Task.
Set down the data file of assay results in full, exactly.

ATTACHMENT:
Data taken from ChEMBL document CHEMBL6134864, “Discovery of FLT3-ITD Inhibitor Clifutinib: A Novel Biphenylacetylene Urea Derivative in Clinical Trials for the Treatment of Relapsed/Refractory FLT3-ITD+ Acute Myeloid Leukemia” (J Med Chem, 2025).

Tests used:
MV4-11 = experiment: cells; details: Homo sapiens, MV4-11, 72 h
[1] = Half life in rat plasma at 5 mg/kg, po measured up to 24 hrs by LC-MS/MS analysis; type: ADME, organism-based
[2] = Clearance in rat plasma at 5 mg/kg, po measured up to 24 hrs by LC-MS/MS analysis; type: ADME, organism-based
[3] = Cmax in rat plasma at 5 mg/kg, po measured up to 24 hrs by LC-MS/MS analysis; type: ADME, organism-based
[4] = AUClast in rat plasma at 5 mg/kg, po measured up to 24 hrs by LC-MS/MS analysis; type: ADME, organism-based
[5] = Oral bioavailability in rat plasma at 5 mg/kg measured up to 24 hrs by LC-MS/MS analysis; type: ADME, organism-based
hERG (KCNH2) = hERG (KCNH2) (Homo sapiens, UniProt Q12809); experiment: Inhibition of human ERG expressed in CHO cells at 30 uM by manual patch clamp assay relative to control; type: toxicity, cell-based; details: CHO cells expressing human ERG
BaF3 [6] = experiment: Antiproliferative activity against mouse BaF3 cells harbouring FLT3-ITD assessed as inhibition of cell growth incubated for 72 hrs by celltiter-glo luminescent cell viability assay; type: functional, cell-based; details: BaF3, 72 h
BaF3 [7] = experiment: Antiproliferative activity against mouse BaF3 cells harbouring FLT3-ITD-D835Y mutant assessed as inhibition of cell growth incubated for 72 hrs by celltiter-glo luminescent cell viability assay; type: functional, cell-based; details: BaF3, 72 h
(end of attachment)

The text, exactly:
Data taken from ChEMBL document CHEMBL6134864, “Discovery of FLT3-ITD Inhibitor Clifutinib: A Novel Biphenylacetylene Urea Derivative in Clinical Trials for the Treatment of Relapsed/Refractory FLT3-ITD+ Acute Myeloid Leukemia” (J Med Chem, 2025).

Tests used:
MV4-11 = experiment: cells; details: Homo sapiens, MV4-11, 72 h
[1] = Half life in rat plasma at 5 mg/kg, po measured up to 24 hrs by LC-MS/MS analysis; type: ADME, organism-based
[2] = Clearance in rat plasma at 5 mg/kg, po measured up to 24 hrs by LC-MS/MS analysis; type: ADME, organism-based
[3] = Cmax in rat plasma at 5 mg/kg, po measured up to 24 hrs by LC-MS/MS analysis; type: ADME, organism-based
[4] = AUClast in rat plasma at 5 mg/kg, po measured up to 24 hrs by LC-MS/MS analysis; type: ADME, organism-based
[5] = Oral bioavailability in rat plasma at 5 mg/kg measured up to 24 hrs by LC-MS/MS analysis; type: ADME, organism-based
hERG (KCNH2) = hERG (KCNH2) (Homo sapiens, UniProt Q12809); experiment: Inhibition of human ERG expressed in CHO cells at 30 uM by manual patch clamp assay relative to control; type: toxicity, cell-based; details: CHO cells expressing human ERG
BaF3 [6] = experiment: Antiproliferative activity against mouse BaF3 cells harbouring FLT3-ITD assessed as inhibition of cell growth incubated for 72 hrs by celltiter-glo luminescent cell viability assay; type: functional, cell-based; details: BaF3, 72 h
BaF3 [7] = experiment: Antiproliferative activity against mouse BaF3 cells harbouring FLT3-ITD-D835Y mutant assessed as inhibition of cell growth incubated for 72 hrs by celltiter-glo luminescent cell viability assay; type: functional, cell-based; details: BaF3, 72 h